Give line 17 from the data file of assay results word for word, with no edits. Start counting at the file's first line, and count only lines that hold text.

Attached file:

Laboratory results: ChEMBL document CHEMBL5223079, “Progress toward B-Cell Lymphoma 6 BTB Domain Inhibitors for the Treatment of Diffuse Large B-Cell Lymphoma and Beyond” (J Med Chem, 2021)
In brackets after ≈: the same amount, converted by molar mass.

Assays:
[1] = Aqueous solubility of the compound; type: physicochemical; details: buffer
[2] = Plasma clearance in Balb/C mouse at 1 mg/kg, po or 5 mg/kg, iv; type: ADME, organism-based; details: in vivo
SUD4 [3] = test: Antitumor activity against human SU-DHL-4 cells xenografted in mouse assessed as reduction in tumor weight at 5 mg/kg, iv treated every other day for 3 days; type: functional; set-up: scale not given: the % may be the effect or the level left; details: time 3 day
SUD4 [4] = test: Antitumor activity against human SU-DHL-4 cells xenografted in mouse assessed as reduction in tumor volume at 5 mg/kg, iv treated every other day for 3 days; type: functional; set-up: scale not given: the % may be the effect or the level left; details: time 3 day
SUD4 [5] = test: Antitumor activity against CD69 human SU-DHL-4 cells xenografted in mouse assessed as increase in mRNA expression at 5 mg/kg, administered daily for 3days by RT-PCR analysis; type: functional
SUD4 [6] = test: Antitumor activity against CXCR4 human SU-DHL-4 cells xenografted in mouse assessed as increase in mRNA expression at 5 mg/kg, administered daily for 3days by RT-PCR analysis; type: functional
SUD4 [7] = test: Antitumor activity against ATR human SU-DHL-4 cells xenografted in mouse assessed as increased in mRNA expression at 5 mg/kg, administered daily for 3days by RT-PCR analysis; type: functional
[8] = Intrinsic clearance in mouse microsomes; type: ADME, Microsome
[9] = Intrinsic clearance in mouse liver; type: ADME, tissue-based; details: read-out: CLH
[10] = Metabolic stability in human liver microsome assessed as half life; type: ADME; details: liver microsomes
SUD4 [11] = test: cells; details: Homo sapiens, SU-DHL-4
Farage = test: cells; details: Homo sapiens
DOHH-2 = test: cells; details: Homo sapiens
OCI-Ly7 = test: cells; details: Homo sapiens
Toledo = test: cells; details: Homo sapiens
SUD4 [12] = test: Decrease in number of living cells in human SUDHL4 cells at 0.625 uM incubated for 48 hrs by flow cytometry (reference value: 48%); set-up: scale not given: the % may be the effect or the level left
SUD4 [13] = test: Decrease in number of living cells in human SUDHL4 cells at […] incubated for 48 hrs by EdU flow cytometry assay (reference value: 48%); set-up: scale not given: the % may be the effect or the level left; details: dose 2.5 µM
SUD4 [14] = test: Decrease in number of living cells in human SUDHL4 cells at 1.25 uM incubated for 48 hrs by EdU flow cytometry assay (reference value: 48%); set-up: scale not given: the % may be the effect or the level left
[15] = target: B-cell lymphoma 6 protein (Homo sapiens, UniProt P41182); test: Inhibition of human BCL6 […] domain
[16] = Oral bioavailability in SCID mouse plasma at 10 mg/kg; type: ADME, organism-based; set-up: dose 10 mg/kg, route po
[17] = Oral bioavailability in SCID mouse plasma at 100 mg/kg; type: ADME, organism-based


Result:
OCI-Ly7 = test: cells; details: Homo sapiens